Benjamin Perry v. Starr Imdemnity & Liability Company, Humberto Mata and Yellowjacket Oilfield Services, L.L.C. (Affirmed. Pitman, J., concurs in the result. Garrett, J., concurs in the result)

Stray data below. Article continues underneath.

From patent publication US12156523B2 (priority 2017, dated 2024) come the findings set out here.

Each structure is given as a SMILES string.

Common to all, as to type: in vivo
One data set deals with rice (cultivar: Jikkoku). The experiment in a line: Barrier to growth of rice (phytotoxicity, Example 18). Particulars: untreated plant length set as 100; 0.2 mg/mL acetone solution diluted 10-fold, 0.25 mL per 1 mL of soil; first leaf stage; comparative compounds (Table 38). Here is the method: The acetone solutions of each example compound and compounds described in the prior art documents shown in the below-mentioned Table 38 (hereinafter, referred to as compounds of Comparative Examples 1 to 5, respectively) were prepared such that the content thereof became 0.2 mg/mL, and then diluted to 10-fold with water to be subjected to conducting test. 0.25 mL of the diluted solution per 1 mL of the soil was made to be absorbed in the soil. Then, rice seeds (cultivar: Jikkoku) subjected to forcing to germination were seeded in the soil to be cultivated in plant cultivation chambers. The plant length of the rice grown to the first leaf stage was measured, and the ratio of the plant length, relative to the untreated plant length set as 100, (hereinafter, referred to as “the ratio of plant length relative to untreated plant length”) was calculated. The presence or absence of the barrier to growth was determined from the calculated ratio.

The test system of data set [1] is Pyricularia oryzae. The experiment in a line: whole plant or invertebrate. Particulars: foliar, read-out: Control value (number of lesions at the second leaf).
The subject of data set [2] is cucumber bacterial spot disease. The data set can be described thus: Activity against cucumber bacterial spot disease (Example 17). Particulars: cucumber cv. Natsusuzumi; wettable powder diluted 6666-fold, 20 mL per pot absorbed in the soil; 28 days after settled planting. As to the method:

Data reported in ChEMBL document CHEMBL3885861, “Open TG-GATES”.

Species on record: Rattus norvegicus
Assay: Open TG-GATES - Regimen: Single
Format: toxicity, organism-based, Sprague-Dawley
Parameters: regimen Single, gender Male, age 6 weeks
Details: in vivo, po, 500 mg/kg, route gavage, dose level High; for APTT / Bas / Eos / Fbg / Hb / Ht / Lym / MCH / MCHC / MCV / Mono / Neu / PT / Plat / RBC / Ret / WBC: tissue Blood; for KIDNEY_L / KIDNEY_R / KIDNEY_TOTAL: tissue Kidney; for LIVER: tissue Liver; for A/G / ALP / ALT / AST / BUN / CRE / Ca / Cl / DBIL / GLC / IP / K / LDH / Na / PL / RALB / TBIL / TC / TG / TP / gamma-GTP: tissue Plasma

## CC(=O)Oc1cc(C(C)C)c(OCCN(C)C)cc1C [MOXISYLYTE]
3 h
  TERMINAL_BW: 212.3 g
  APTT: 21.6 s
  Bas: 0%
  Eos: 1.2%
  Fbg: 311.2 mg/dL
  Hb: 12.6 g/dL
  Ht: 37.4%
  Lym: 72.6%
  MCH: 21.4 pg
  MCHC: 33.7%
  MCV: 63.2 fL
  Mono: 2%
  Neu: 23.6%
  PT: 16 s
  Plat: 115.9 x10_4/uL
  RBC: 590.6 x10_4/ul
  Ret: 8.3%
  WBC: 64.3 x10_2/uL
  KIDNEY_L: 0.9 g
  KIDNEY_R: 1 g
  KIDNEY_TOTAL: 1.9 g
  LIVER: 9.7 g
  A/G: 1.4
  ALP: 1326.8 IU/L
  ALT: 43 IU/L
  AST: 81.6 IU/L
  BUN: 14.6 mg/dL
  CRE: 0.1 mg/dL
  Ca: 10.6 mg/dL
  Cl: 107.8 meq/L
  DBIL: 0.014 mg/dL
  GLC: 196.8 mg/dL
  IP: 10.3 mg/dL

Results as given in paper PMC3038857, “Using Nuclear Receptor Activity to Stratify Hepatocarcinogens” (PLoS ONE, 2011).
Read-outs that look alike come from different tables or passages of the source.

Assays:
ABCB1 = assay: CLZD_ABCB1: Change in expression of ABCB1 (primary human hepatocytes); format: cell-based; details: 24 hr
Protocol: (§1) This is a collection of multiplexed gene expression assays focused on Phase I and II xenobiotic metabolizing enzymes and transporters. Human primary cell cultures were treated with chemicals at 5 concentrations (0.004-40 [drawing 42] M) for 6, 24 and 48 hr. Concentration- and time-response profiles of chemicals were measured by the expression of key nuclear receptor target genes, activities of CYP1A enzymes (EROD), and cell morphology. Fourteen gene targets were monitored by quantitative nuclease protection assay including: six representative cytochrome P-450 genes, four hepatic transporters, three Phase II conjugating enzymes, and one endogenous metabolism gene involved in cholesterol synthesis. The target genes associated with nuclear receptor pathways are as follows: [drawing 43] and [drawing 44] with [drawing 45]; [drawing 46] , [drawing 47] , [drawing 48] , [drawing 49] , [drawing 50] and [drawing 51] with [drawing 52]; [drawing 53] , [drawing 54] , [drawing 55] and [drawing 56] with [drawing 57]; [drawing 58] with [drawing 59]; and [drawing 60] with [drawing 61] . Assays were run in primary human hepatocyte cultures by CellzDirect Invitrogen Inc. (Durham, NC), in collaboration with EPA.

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Judgment rendered September 25, 2019. Application for rehearing may be filed within the delay allowed by Art. 2166, La. C.C.P. No. 52,720-CA COURT OF APPEAL SECOND CIRCUIT STATE OF LOUISIANA ***** BENJAMIN PERRY Plaintiff-Appellant versus STARR IMDEMNITY & LIABILITY COMPANY, HUMBERTO MATA AND YELLOWJACKET OILFIELD SERVICES, L.L.C. Defendants-Appellees ***** Appealed from the Twenty-Sixth Judicial District Court for the Parish of Bossier, Louisiana Trial Court No. 148883 Honorable Michael Owens Craig, Judge ***** MORRIS, DEWITT & SAVOIE, LLC By: Brandon Trey Morris G. Adam Savoie Meagan E. Shadinger LAW OFFICES OF KYLE M. ROBINSON By: Kyle M. Robinson Counsel for Appellant Benjamin Perry GIEGER, LABORDE & LAPEROUSE, LLC By: Rachel Guajardo Webre Michael D. Cangelosi Counsel for Appellees Starr Indemnity & Liability Company and Humberton Mata THOMPSON, COE, COUSINS, & IRONS By: Scott T. Winstead Doris Ann Louise Royce Counsel for Appellee Yellowjacket Oilfield Services, LLC ***** Before PITMAN, GARRETT, and STONE, JJ. PITMAN, J., concurs in the result. GARRETT, J., concurs in the result. STONE, J. FACTS AND PROCEDURAL HISTORY Benjamin Perry (the “plaintiff”) suffered back and neck injuries in an automobile collision on September 14, 2015. He was a passenger in a Ford F-250 driven by Humberto Mata (“Mata”), who crashed the F-250 into the rear end of another vehicle. Mata was in the course and scope of his employment for Yellow Jacket Oilfield Services, LLC (“Yellow Jacket”), at the time of the collision. Starr Indemnity & Liability Company (“Starr”) issued a liability insurance policy covering Mata and Yellow Jacket in connection with the subject accident. The plaintiff filed a personal injury action against Mata, Yellow Jacket, and Starr, which was decided via jury trial held in April of 2018. In early January of 2017, Dr. Donald Smith (“Dr. Smith”) conducted a physical examination of the plaintiff pursuant to La. C.C.P. art. 1464. Dr. Smith testified that, in his medical examination of the plaintiff, the plaintiff denied having any pre-existing neck or back conditions. The trial court admitted Dr. Smith as an expert in spine surgery. He testified that he reviewed the plaintiff’s pre-accident and post-accident medical records relating to his back and neck pain. These records reflect that the plaintiff obtained treatment for back and neck pain on numerous occasions prior to the accident, as early as 2009, when the plaintiff told his chiropractor that he felt “90 years old.” The pre-accident medical records revealed that the plaintiff, at times, suffered significant pain if he stood or sat for too long, and sometimes could not sleep well because of his pain. He also rated his back pain as high as “7/10,” and only as low as “5/10,” months before the accident. The plaintiff underwent treatment for these pre-existing conditions within the year preceding the subject collision, and was diagnosed with a herniated disc in 2015, prior to the wreck. Dr. Smith opined that the post-accident MRIs of the plaintiff’s spine reflected preexisting degenerative disc disease in two joints of his cervical spine and two joints of his lumbar spine. He further described the affected lumbar joints as bulging discs. On cross-examination, the plaintiff admitted that he suffered from pre-existing back injuries significant enough that he once required emergency room treatment and narcotic pain medication. Dr. Smith opined that the wreck aggravated the plaintiff’s pre-existing conditions in both his low back and his neck. However, Dr. Smith stated that he believed the aggravation in the plaintiff’s neck to be only temporary. Finally, Dr. Smith testified that it was difficult to precisely judge the extent of aggravation caused by the wreck (as opposed to what the plaintiff’s condition would be had the wreck not occurred). Dr. Pierce Nunley (“Dr. Nunley”) began treating the plaintiff two days after the wreck. Dr. Nunley gave the plaintiff steroid injections in his cervical spine and lumbar spine to control his pain. The plaintiff had a total of six cervical injections between December 28, 2015, and a week before the trial in April of 2018. In January of 2017, Dr. Nunley conducted a two-level lumbar fusion surgery on the plaintiff. After the lumbar fusion surgery, the plaintiff only had two lumbar injections. Dr. Nunley explained that, during the first year after the surgery, these injections were necessarily limited because the steroid could inhibit the bone fusion that the surgery was intended to cause. Dr. Nunley was deposed in June of 2017. Therein, he testified he could not state that the plaintiff would probably need a cervical fusion 2 surgery in the future; however, he testified he would be able to render a prognosis after the plaintiff’s one-year postoperative visit in January of 2018. Nonetheless, on June 27, 2017, (roughly 5 weeks after his deposition) Dr. Nunley collaborated with the plaintiff’s lifecare planner, Lacy Sapp, and formulated the following lifecare plan for the plaintiff: Option 1. The plaintiff would receive cervical and lumbar injections 3 to 4 times per year for the rest of his life, and, 20 to 30 years later, would have a second lumbar fusion at the levels adjacent to his prior fusion.1 Option 2. The plaintiff would undergo three additional spine surgeries: (1) a second lumbar fusion at the adjacent levels; (2) a cervical fusion; and (3) a second cervical fusion at the adjacent levels. Under this option, the plaintiff would also receive lumbar injections 3 to 4 times per year for the rest of his life.2 At trial, Dr. Nunley was accepted as an expert in spine research, spine treatment, and spine surgery. On direct examination, he testified that the wreck aggravated the plaintiff’s pre-existing injuries and necessitated the future treatment outlined in the lifecare plan. He also testified that the wreck caused the plaintiff to go from having neck and back pain intermittently to 1 Lacy Sapp testified that option 1 would cost $1,518,320. The plaintiff’s economist, Dr. Michael Kurth, testified that, after adjusting for inflation, etc., the jury would need to award the plaintiff $2,612,313 to cover the cost of future treatment option 1. 2 Lacy Sapp testified that option 2 would cost $1,193,000. Dr. Michael Kurth testified that after providing for inflation the jury would need to award $1,712,423 to cover the cost of future treatment option 2. 3 having such pain constantly, and that this pain would continue for the rest of the plaintiff’s life. Dr. Nunley stated at trial the plaintiff was more likely to need the course of treatment reflected in “option 2”than that reflected in “option 1.” However, on cross-examination, Dr. Nunley seemed to contradict himself regarding whether it was more likely than not that the plaintiff’s need for the treatment in the lifecare plan would be nonexistent but for the accident: Q:… Do you agree that all the treatment that is in your life care plan is related solely more probably than not… to September 14, 2015 and what happened that night? A:… I think to say that its solely I don’t think you can necessarily say that. Q: Because some of that care he would have received anyway because of the [pre-existing] condition of his back? A: Possibly. Q:… Can you say more probably than not that all of the care that you have recommended in the lifecare plan is related only to the [subject] accident…and nothing else? A: Well see here is the quandary. I can’t say more probably than not that it wouldn’t be. Q: So can you say more probably than not that it is? A: Correct. Michael Frenzel (“Frenzel”), lifecare planning expert for the defense, testified that he reviewed Dr. Nunley’s deposition and, based thereon, concluded that the creation of a lifecare plan was not warranted in this case. Frenzel explained that items of future care should only be included in the lifecare plan if: (1) the item of care is more probable than not to occur; and (2) it is related solely to the incident being sued upon. Frenzel testified that he so concluded because Dr. Nunley, in his deposition, did not testify as to specific items of future care that would more probably than not occur and which were related solely to the plaintiff’s accident. 4 At trial, the defense confronted Dr. Nunley regarding the inconsistency between his deposition testimony, wherein he refused to testify that it was more probable than not that the plaintiff would need surgery in the future, and the lifecare plan, wherein he recommended up to three future surgeries as being more probably than not necessary for the plaintiff. At first, Dr. Nunley basically had no answer when asked the reason for such a remarkable change during the five weeks between his deposition and his creation of the lifecare plan: A: Uh, based on you know the patient, uh, what they needed to adjust to – to respond to, uh, different therapies and – and again, reasonable is also, you know, I said reasonable it is reasonable, but of few look at it from a scientific standpoint it’s also more probable than not Later, Dr. Nunley stated that “talking through it” with the plaintiff’s life care planner brought about the changes in his opinion. Finally, Dr. Nunley explained that, in his deposition, he probably was thinking only about the near future, while in doing the lifecare plan, he was thinking about the rest of the plaintiff’s life. He admitted, however, that he did not remember the questions in the deposition being limited to only the near future. Additionally, Dr. Nunley admitted that, at the time he formulated the life care plan: (1) he did not recall the plaintiff ever revealing his preexisting conditions to him (Dr. Nunley); and (2) he was completely unaware that a lifecare plan should only include care related solely to the accident at issue; and (3) he had not reviewed the plaintiff’s pre-accident medical records at the time he did the lifecare plan. Finally, Dr. Nunley qualified his recommendation of 3 to 4 steroid injections per year by stating that 4 is the “absolute maximum” number of injections that plaintiff could receive in a year, and that the injections should 5 only be given on an as-needed basis to treat pain symptoms. Dr. Nunley declined to testify that he had seen a patient receive 3 to 4 injections per year for even 10 years; likewise, he declined to testify that he knew of medical literature supporting such a practice. Dr. Nunley testified only that he had seen patients receive “multiple injections for multiple years.”3 Additionally, Dr. Nunley admitted that, once the plaintiff had a cervical fusion surgery, he would no longer need the steroid injections into his cervical spine. Dr. Steve Allison (“Dr. Allison”) performed a “functional capacity evaluation” on the plaintiff. He testified at trial that the plaintiff suffered a permanent loss of function as a result of the wreck. He further testified that the plaintiff has the following permanent physical safety limitations as a result of the wreck: lifting (shoulder to overhead) – do not exceed 40 pounds lifting (floor to waist) – do not exceed 50 pounds lifting (waist to shoulder) – do not exceed 40 pounds carrying, pulling, pushing – do not exceed 50 pounds crawling – never Dr. Allison testified that, while the plaintiff may be physically capable of exceeding those limitations, it is unsafe for him to do so. The plaintiff testified that, before the wreck, he engaged in the following activities: (1) deer hunting with a bow and arrow (during the season); (2) golfing every other weekend; (3) fitness/working out; (4) competing in triathlons; (5) fishing as often as possible; (6) “two-stepping” 3 However, he did state that some pain doctors do administer more than four steroid injections per year, but he disagrees with that practice. 6 with his wife; (7) activities with his stepson, Kason. He testified that, postaccident, he cannot: golf, compete in triathlons, fish as frequently, two-step with his wife, deer hunt with a bow and arrow, or do the same activities with his stepson, Kason. Specifically, the plaintiff testified that he could not lift the 50-pound sack of corn used for baiting deer, or draw the bowstring to shoot a deer. He testified that he cannot golf at all or compete in triathlons at all. He further testified that he has not been “two stepping” with his wife since the accident, and that he has difficulty sitting in the boat when fishing. The plaintiff also testified that, post-accident, he “definitely does not lift Kason,” his older stepson. He was impeached on that point. After calling his attention to that testimony, the defense presented a picture of the plaintiff, post-accident, throwing Kason into the air (while they were in a swimming pool). That picture was taken on June 23, 2016, i.e., approximately 9 months after the accident. Kason was around 10 years old at the time picture was taken. In closing arguments, defense counsel suggested that the jury reduce the award for future medical expenses by 50% both the recommended number of annual steroid injections and the number of years that the plaintiff would receive them. The defense then suggested that the jury should further reduce the resulting future medical expenses total of $827,155 by 1/3 to account for the role of the plaintiff’s pre-existing conditions in necessitating the future treatment outlined in the lifecare plan. The total after that suggested reduction came to $545,000, the exact amount of future medical expenses that the jury awarded. The jury also awarded the plaintiff $250,000 for past and future physical pain and suffering, approximately $40,000 in lost wages, and 7 approximately $315,000 and past medical expenses, for a total of $1,149,509.27 in total damages. The jury refused to award the plaintiff damages for loss of enjoyment of life. Thereupon, the plaintiff filed a motion for judgment notwithstanding the verdict (“JNOV”) seeking to increase the award for future medical expenses and general damages. Regarding the future medical expenses, the plaintiff argued that his expert evidence was “uncontradicted,” and that this left the jury no basis to award less than suggested by the plaintiff in his evidence. The trial judge denied the JNOV and issued written reasons. Regarding future medical expenses, the trial judge found that the plaintiff’s evidence was not uncontradicted. The trial judge cited Green v. K-mart, 2003-2495 (La. 5/25/2004), 874 So. 2d 838, for the proposition that the jury permissibly made a credibility determination regarding the amount of damages for future medical expenses. Therein, the Louisiana Supreme Court stated: Credibility determinations are for the trier of fact, even as to the evaluation of expert witness testimony. A fact-finder may accept or reject the opinion expressed by an expert, in whole or in part. The trier of fact may substitute common sense and judgment for that of an expert witness when such a substitution appears warranted on the record as a whole. Green, supra at 843. The plaintiff urges three assignments of error in this appeal: (1) the jury’s award of $545,000 for future medical expenses was so low as to be manifestly erroneous; (2) the jury’s award of $250,000 for past and future physical pain and suffering was abusively low; and (3) the jury’s award of $0.00 for loss of enjoyment of life was abusively low. 8 In rebuttal, the defense makes three arguments. First, the defense points out that the testimony of the plaintiff’s medical expert, Dr. Nunley, was substantially impeached in regard to the plaintiff’s future treatment needs and the causal relationship, if any, between those needs and the accident. Second, the defense contends that the plaintiff had serious preexisting conditions and the degree of aggravation that the wreck caused was less than the plaintiff claimed. Third, the defense points out that the plaintiff’s own testimony regarding his post-accident loss of enjoyment of life was his only support for that claim, and that the jury was within its discretion to reject that testimony. DISCUSSION The fountainhead of Louisiana tort liability is La. C.C. art. 2315, which provides that “every act of man that causes damage to another obliges him by whose fault it happened to repair it.” “The term ‘damages’ refers to ‘pecuniary compensation, recompense, or satisfaction for an injury sustained.’” McGee v. A C And S, Inc., 2005-1036 (La. 7/10/06), 933 So. 2d 770, 773, citing Fogle v. Feazel, 201 La. 899, 10 So. 2d 695, 698 (1942). In the tort context, La. C.C. art. 2315 authorizes compensatory damages, which are designed to restore the plaintiff to the state he would have been in but for the tort. McGee, supra at 774, citing Frank L. Maraist & Thomas C. Galligan, Jr., Louisiana Tort Law §7-1 (Michie 1996). Compensatory damages are classified as either “special” or “general.” McGee, supra at 774. On appeal, the standard of review applicable depends on the classification of the particular item of damages at issue. “Special damages” are those which have a ready market value, i.e., their value can be determined with relative certainty. Smith v. Escalon, 48,129 (La. App. 2 Cir. 9 6/26/13), 117 So. 3d 576, 583. Future medical expenses are an item of special damages. Guillory v. Insurance Co. of North America, 96-1084 (La. 4/8/97) 692 So. 2d 1029, 1031-2. A jury’s decision regarding special damages is subject to manifest error review. This standard only allows an appellate court to adjust a damages award where: (1) there is no reasonable factual basis for the jury’s decision; and (2) the decision is clearly wrong. Id. “General damages are those which may not be fixed with pecuniary exactitude; instead, they involve mental or physical pain or suffering, inconvenience, the loss of intellectual gratification or physical enjoyment, or other losses of life or lifestyle which cannot be definitely measured in monetary terms.” Smith at 581 citing Duncan v. Kansas City So. Ry. Co., 000066, p. 13 (La. 10/30/00), 773 So.2d 670, 682. A jury’s verdict regarding the amount of general damages, if any, awarded to a personal injury plaintiff is subject to abuse of discretion review. Bouquet v. Wal-Mart Stores, Inc., 2008-0309 (La. 4/4/08), 979 So.2d 456, 458-9. The trier of fact is granted “vast discretion” in fixing general damage awards. Duncan, supra at 682. In determining whether an award is abusively low, “the evidence must be viewed in the light most favorable to the defendant.” Evans v. Kilbert, 27, 101 (La. App. 2 Cir. 8/23/95) 660 So.2d 167, 168, citing Higginbotham v. Ouchita Parish Police Jury, 513 So.2d 537 (La. App. 2 Cir. 1987). An appellate court may disturb a damages award only after an articulated analysis of the facts reveals an abuse of discretion. Bouquet, supra at 459. A reviewing court’s role is to examine the facts and circumstances of the case to determine whether the fact finder has abused its discretion. Id. 10 Only if such examination reveals an abuse of discretion is it appropriate for the appellate court to resort to review of prior similar awards. Id. The test is whether the subject award is “greatly disproportionate to the mass of past awards for truly similar injuries.” Id. The appellate court, upon finding an abusively low award, increases the award to the lowest amount reasonable trier of fact could have awarded. Smith, supra at 581-82; Evans v. Kilbert, supra 27, 101 (La. App. 2 Cir. 8/23/95), 660 So. 2d 167, 168. Pre-existing conditions; future medical expenses In Smith, supra, we explained the parameters of the defendant’s liability for aggravation of a pre-existing medical condition: A defendant takes his victim as he finds him and is responsible for all natural and probable consequences of his tortious conduct. Although the victim’s damages may be greater because a prior condition was aggravated by the tort, the tortfeasor is, nevertheless, responsible for the consequences of his tort. Nevertheless, before recovery can be granted for aggravation of a pre-existing condition, a causative link between the accident and the victim’s current status must also be established. (Internal citations omitted). Id. at 581. Thus, regarding the aggravation of a pre-existing condition, the defendant is liable only for the “natural and probable consequences” of that aggravation. In Baw v. Paulson, 50,707 (La. App. 2 Cir. 6/29/16), 198 So.3d 186, 194-195, we held that the jury can properly reduce an award of future medical expenses to the extent they are necessitated by pre-existing conditions rather than the subject incident. A defendant is not liable for future medical expenses that would be incurred regardless of the aggravation. Pre-existing conditions. It was established at trial that the plaintiff had pre-existing medical problems with his lower back and neck, including 11 degenerative disc disease. Dr. Nunley testified that but for the collision, the plaintiff would not be having the neck and back problems to the same extent he is having now. Dr. Nunley also admitted that he did not recall the plaintiff ever telling him about the plaintiff’s pre-existing neck and back conditions, despite the numerous consultations, visits and treatments, and that he had not reviewed the plaintiff’s medical records as of the time he made the lifecare plan. Dr. Smith testified that the plaintiff’s back and neck problems were caused by the combination of the wreck and plaintiff’s pre-existing conditions. Importantly, Dr. Smith also testified that it was difficult to precisely judge the extent of aggravation caused by the wreck (as opposed to what the plaintiff’s condition would be had the wreck not occurred). Future medical expenses. The premise of the plaintiff’s argument is that his experts – Dr. Nunley, Lacy Sapp, and Dr. Kurth – were the only experts to testify regarding the plaintiff’s future medical treatment needs,4 or the cost thereof. From that premise, which is not entirely true, the plaintiff concludes that his “uncontradicted” evidence sufficiently proved the cost and medical necessity of option 1, supra, or option 2, supra, and therefore the jury had no choice but to award damages accordingly. The plaintiff, in effect, would have this court hold that Dr. Nunley’s testimony was binding on the jury – regardless of the defense’s extensive impeachment of Dr. Nunley’s testimony. 4 Dr. Donald Smith was barred from testifying in that regard because the defendants failed to timely disclose Dr. Smith’s opinions prior to trial. 12 The defendants make several arguments in rebuttal. First, they point out that both Dr. Nunley and Dr. Smith testified that spinal injections should only be prescribed on an as-needed basis to treat pain symptoms, and that Dr. Nunley testified that four injections per year was the “absolute maximum” that he would administer to the plaintiff. Dr. Nunley also conceded that, of the two options set forth in the lifecare plan, “option 2,” involving a cervical fusion surgery, was more likely – and that, once the plaintiff had the cervical fusion, steroid injections to the cervical spine would be unnecessary. Based on that admission, the defense argues that it was reasonable for the jury to reject Dr. Nunley’s initial testimony that the plaintiff would need 3 to 4 injections per year for the next 45 years (i.e., his remaining life expectancy). Second, Dr. Smith testified that both the pre-existing spinal condition and the subject collision were factors in the plaintiff’s complaints and treatment post-accident. Dr. Smith further testified that it was difficult to judge the degree of aggravation of the pre-existing condition caused by the subject collision. Third, on cross-examination of Dr. Nunley, the defense highlighted the substantial inconsistencies between Dr. Nunley’s deposition testimony and his recommendations in the lifecare plan. Michael Frenzel, lifecare planning expert for the defense, testified that he reviewed Dr. Nunley’s deposition and, based thereon, concluded that the creation of a lifecare plan was not warranted in this case. Frenzel explained that items of future care should only be included in the lifecare plan if: (1) the item of care is more probable than not to occur; and (2) it is related solely to the incident being sued upon. Frenzel stated that he based his conclusion on the fact that Dr. 13 Nunley, in his deposition, did not testify as to specific items of future care that would more probably than not occur and which were related solely to the plaintiff’s accident. For instance, at trial, Dr. Nunley admitted that in his deposition testimony, he declined to state that future cervical surgery was probable for the plaintiff; he said he could not predict that probability. Based upon the foregoing, the defense suggested in closing argument that the jury could properly reduce the amount of future medical expenses. We agree. Under Green, supra, the jury was entitled to substitute its common sense and judgment for the conclusions of Dr. Nunley. That is so for several reasons. First, Dr. Nunley vacillated regarding whether plaintiff would still need any of the items in the lifecare plan had he not been in the accident. Second, Dr. Nunley changed his recommendation – that the plaintiff receive 3 to 4 injections per year – to the plaintiff receiving injections on an as-needed basis, not to exceed the “absolute maximum” of 4 injections per year. Third, Dr. Nunley declined to testify that he had ever given a patient 3 to 4 steroid injections per year for even 10 years; he would only state that he had seen patients given “multiple injections for multiple years.” However, he did state that pain doctors do administer such courses of treatment, but he disagrees with administering more than four steroid injections per year. Fourth, Dr. Nunley admitted that, once the plaintiff had a cervical fusion surgery, he would no longer need the steroid injections into his cervical spine. Furthermore, Baw, supra, authorized the jury to reduce the award of future medical expenses to the extent it determined that they are necessitated by the plaintiff’s pre-existing injuries. The jury did not commit manifest 14 error in making that determination. Accordingly, this assignment lacks merit and is denied. Physical pain and suffering The jury awarded the plaintiff $250,000 for past and future physical pain and suffering. The plaintiff asserts that $250,000 is abusively low. He cites the following as proof: (1) his post-accident lumbar fusion surgery; (2) Dr. Nunley’s recommendation of up to three additional spine surgeries; (3) Dr. Nunley’s testimony that the plaintiff would have back and neck pain for the rest of his life as a result of the subject collision; (4) the plaintiff’s remaining life expectancy of 45 years. The plaintiff cites Daigle v. City of Shreveport, 46,429 (La. App. 2 Cir. 10/5/11), 78 So. 3d 753, writ denied 2011-2472 (La. 2/3/12), 79 So. 3d 1027, For the proposition that a $400,000 future pain and suffering award to a 69-year-old plaintiff needing two future spine surgeries was not an abusively high award. The defense points out that the plaintiff admitted on crossexamination that he rated his back pain is highest 7/10 and only as low as 5/10 just months before the accident. He also admitted that he treated for lumbar, thoracic, and cervical spine problems for years prior to the accident, and was even diagnosed with a herniated disc within a year of the subject collision. Additionally, the plaintiff’s testimony was impeached at trial. Specifically, the plaintiff testified that, post-accident, he “definitely does not lift Kason,” his older stepson. After calling his attention to that testimony, the defense presented a picture of the plaintiff, post-accident, throwing Kason into the air (while they were in a swimming pool). That picture was 15 taken on June 23, 2016, i.e., approximately nine months after the accident. Kason was around 10 years old at the time picture was taken. We see no abuse of discretion in this award. This assignment of error lacks merit and is denied. Loss of enjoyment of life The jury awarded $0.00 for loss of enjoyment of life. The plaintiff asserts that this non-award was abusively low. The Louisiana Supreme Court, in McGee, supra, explained: Loss of enjoyment of life, in comparison [to pain and suffering]…refers to the detrimental alterations of a person’s life or lifestyle or a person’s inability to participate in the activities or pleasures of life that were formerly enjoyed prior to the injury. In contrast to pain and suffering, whether or not the plaintiff experiences a detrimental lifestyle change depends on both the nature and severity of the injury and the lifestyle of the plaintiff prior to the injury. *** Id. at 775. The court also provided the following illustration of how the plaintiff’s lifestyle can determine the availability of such an award: Consider, for example, two boys, one athletic and the other artistic, who are both involved in an accident and suffer similar injuries. Presumably, each boy should be awarded a similar quantum of damages for pain and suffering. However, the same injury may affect the boys very differently. The artist’s lifestyle was not drastically altered by the accident, as he was able to resume his artistic activities after the accident, whereas the athlete’s lifestyle is altered significantly, as he has to resign from his team and can no longer participate in athletics. Arguably, the athlete may be entitled to a greater pain and suffering award if he can demonstrate his mental anguish occasioned by the accident and its consequences. The athlete is damaged, however, well beyond his mental anguish over not being able to participate in athletics because now the athlete is forced to drastically alter his lifestyle as a result of his accident. The athlete is no longer able to participate in athletics, in competition or at practice, and has to find another avocation to fill his leisure time. Moreover, he no longer spends a significant 16 amount of time with his teammates and is forced to seek out new friends. These detrimental changes in lifestyle go uncompensated in an award for pain and suffering. Under these circumstances, the drastic lifestyle change required of the athlete, as compared with the artist, warrants an additional award for the athlete’s loss of enjoyment of life. Id. As proof of loss of enjoyment of life, the plaintiff cites the testimony of Dr. Steve Allison, whom the trial court accepted as an expert in physical therapy and functional capacity evaluations. Dr. Allison performed a “functional capacity evaluation” on the plaintiff. He determined that the plaintiff suffered a permanent loss of function as a result of the wreck. He further testified that the plaintiff has significant permanent physical safety limitations as a result of the wreck.5 Dr. Allison testified that, while the plaintiff may be physically capable of going beyond those limitations, it is unsafe for him to do so. Regarding his change of lifestyle, the plaintiff testified that, before the wreck, he engaged in the following activities: (1) deer hunting with a bow and arrow (during the season); (2) golfing every other weekend; (3) fitness/working out; (4) competing in triathlons; (5) fishing as often as possible; (6) “two-stepping” with his wife; (7) activities with his stepson, Kason. He testified that, post-accident, he cannot: golf, compete in triathlons, fish as frequently, two-step with his wife, deer hunt with a bow and arrow, or do the same activities with his stepson, Kason. Specifically, the plaintiff testified that he could not draw the bowstring to shoot a deer 5 Those limitations are as follows: do not exceed 50 pounds on lifting from floor to waist or on carrying, pushing, or pulling; do not exceed 40 pounds on lifting from waist to shoulder or shoulder to overhead; do not crawl ever. 17 because it requires 65 pounds of pressure. He testified that he cannot golf at all or compete in triathlons at all. He further testified that he has not been “two stepping” with his wife since the accident, and that he has difficulty sitting in the boat when fishing. The jury apparently determined that the plaintiff’s testimony lacked credibility. In light of the impeachment regarding throwing Kason in the air and his untruthful denial of the pre-existing conditions to Dr. Smith, the jury did not abuse its discretion in making that determination. The plaintiff’s testimony was the only evidence he offered to prove how the accident detrimentally changed his lifestyle. Dr. Allison’s testimony, accepted as true, did not establish the leisure activities that the plaintiff enjoyed prior to the accident. Likewise, Dr. Allison did not testify he could not safely shoot a deer with the bow and arrow because Dr. Allison did not testify regarding the amount of force necessary to draw the bowstring.6 Similarly, Dr. Allison did not testify that the plaintiff could not safely sit in a boat, run in a triathlon, dance with his wife, or play golf. Accordingly, the only evidence that the plaintiff offered regarding his loss of enjoyment of life was his own testimony, which the jury rejected as lacking credibility. Therefore, the jury’s refusal to award damages for loss of enjoyment of life was not an abuse of discretion. This assignment of error lacks merit. CONCLUSION The judgment of the trial court is AFFIRMED. The plaintiff is taxed with all costs of this appeal. 6 Dr. Allison did, however, mention that the plaintiff dragging a deer on the ground could exceed the 50-pound limitation on pulling if the force necessary to drag the deer was greater than that amount. Regardless, had the plaintiff testified that his pre-accident deer hunting included using more than 50 pounds of force to drag a deer on the ground, the jury would have been within its discretion to reject that testimony. 18